Devil will be in the details, and there will be a host of unintended consequences, but as a broad concept, it’s not a bad idea. Right now, HIPAA protects health information in the hands of covered entities or their partners or business associates. The New York law would go further and protect the data itself no matter who generated it, so it has the potential of covering things like gymnasia, massage therapists, vitamin stores, wellness centers, and yoga places. The devil is in the details.
Three Tiered Security
OK. So EVERYONE in New York needs this basic level of security. Technical, administrative and physical safeguards. That’s basic security. It’s not just a good idea now. It’s the law.
The next “tier” up would be those companies that get the “Good Housekeeping” seal of approval. Under the proposal, entities that obtain independent third-party audits and certifications annually showing compliance with New York’s reasonable data security requirements would be granted a rebuttable presumption of having reasonable data security.
What that means is, if someone says you have reasonable security, and you get breached and an injured party sues, you can waive the certification in front of the court and say, “hey – there’s a presumption that I was reasonable. I did what NY said to do!”
This is a bit troubling. You see, assessments and certifications don’t really SAY that what you are doing is reasonable. Or that you are secure. They say that you are compliant with a standard that is presumably a reasonable one. That is today. Tomorrow? All bets are off.
And yet, we shouldn’t punish companies for trying. I mean, at least you had a program, and SOMEONE said that program was reasonable. And all you get is a “rebuttable” presumption that your actions were reasonable. The person suing can still try to show that, despite this presumption, you were actually irresponsible. Maybe you knew of a special threat to your infrastructure and failed to adequately prepare. Maybe you owed a higher duty of care to this particular person. Lawyers can be pretty damned crafty.
The highest form of legal protection would go to those who do the most to protect data. Under AG Schneiderman’s proposal, the State would create a “Safe Harbor” to provide an Incentive for a Heightened Level of Data Security.
If a company goes the extra mile to categorize their information systems based on the risk a data breach imposes on the information stored and creates and follows a data security plan based on a multitude of factors would be implemented and followed, and certifies compliance with these requirements, not only would they get a presumption of reasonableness, they would get immunity from lawsuits (well, at the State level anyway). Nothing would stop a clever lawyer from suing in federal court for violation of some federal law. Did I mention that lawyers can be pretty crafty?
I personally don’t see (from the proposal so far) the difference between certifying a data security plan and certifying a really super cool awesome data security plan. If I were assessing a company’s security, I would look for vulnerabilities, assess business risk, and propose and then implement changes. Is that regular security or heightened security? But I guess I could offer Bronze, Silver and Gold assessments. The difference may be the font. Oh, and the price.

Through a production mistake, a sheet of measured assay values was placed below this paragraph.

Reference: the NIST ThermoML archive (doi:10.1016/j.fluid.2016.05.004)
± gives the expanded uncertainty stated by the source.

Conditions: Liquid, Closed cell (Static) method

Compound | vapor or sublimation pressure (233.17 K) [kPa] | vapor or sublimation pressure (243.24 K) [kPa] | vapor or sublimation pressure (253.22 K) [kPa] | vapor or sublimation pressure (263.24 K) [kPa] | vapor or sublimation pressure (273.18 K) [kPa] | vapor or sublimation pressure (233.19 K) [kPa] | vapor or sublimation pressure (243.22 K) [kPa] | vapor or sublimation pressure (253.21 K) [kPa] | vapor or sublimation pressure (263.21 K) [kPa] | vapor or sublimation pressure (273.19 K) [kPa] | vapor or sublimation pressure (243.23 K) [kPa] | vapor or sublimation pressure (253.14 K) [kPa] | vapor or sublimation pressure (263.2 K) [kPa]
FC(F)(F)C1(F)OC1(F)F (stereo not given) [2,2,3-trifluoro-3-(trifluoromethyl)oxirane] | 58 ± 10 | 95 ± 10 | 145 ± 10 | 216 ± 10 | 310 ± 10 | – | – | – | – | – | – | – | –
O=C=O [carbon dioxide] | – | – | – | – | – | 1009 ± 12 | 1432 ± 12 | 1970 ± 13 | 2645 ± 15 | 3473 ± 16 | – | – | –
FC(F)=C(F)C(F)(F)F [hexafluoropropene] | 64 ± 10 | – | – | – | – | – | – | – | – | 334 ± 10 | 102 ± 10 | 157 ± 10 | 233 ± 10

The AG also proposes that, in the event of a data breach, a company that shares data with a law enforcement agency would not be in a worse position for having done so. They would not lose legal protection or waive privileges for having shared the data with the cops.
Attorney client privileged information would remain privileged, trade secrets remain trade secrets. Presumably, law enforcement agencies would be required to both protect and return such data. This gets at one problem in data breach investigations where a company has agreed not to disclose data to third parties, but must disclose that data to the cops during a breach investigation.
A bit more troubling is companies that promise privacy to consumers or others, and then suffer a potential data breach. During the course of the breach investigation, the company may then provide the very information they agreed not to disclose to the very people they agreed not to disclose it to.
So imagine if the Adam & Eve sex shop website is breached and YOUR (not mine) credit card data and ordering history is breached. Yeah, I want THAT to go to the New York State Police to be included in an indictment. Or the ACLU membership list of protesters in Staten Island. Yup. I’m going to trust the NYPD with that.
So we are going to need even more robust protections on the use of this data by law enforcement. Protections that have teeth. And the Courts enforce that. But it’s a good start.
Of course, a federal law that preempts the state and local laws can undo all of this. And to see what the feds have in mind, we need to wait for the State of the Union. Stay tuned, and “hey, let’s be careful out there…”